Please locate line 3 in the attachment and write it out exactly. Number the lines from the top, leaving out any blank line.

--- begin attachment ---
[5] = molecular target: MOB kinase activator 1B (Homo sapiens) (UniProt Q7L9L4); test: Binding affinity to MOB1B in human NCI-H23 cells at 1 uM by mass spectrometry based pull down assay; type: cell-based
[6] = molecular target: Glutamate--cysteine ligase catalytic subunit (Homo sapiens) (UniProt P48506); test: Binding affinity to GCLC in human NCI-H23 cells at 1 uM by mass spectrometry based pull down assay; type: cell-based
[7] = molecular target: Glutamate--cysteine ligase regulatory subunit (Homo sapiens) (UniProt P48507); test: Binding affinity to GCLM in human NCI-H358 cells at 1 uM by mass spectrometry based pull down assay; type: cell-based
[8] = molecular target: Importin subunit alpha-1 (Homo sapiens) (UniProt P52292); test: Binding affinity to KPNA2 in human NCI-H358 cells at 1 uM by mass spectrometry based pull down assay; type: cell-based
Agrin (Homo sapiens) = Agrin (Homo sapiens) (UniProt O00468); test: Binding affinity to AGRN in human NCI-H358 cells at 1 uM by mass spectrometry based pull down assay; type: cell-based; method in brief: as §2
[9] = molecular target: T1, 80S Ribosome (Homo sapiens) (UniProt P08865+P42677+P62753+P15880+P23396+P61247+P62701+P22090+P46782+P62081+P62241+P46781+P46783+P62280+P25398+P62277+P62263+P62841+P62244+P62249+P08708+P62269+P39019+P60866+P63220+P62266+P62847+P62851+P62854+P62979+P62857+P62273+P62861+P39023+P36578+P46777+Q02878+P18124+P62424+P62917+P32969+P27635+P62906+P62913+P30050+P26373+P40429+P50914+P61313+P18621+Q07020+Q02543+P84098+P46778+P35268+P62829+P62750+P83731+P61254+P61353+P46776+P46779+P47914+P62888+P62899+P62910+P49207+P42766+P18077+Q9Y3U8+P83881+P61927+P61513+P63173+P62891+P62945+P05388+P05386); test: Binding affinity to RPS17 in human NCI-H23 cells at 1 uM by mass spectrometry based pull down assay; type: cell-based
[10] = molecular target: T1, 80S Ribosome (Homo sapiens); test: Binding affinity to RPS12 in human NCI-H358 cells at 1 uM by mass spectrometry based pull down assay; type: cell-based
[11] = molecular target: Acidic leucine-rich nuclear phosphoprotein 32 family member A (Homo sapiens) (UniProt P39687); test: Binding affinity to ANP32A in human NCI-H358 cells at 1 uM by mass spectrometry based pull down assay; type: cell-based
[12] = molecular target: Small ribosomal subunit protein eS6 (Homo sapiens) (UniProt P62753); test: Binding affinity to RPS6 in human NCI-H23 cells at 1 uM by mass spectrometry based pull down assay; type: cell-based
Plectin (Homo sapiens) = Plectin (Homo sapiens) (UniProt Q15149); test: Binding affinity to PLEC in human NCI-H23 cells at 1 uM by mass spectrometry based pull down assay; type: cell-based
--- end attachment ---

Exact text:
[7] = molecular target: Glutamate--cysteine ligase regulatory subunit (Homo sapiens) (UniProt P48507); test: Binding affinity to GCLM in human NCI-H358 cells at 1 uM by mass spectrometry based pull down assay; type: cell-based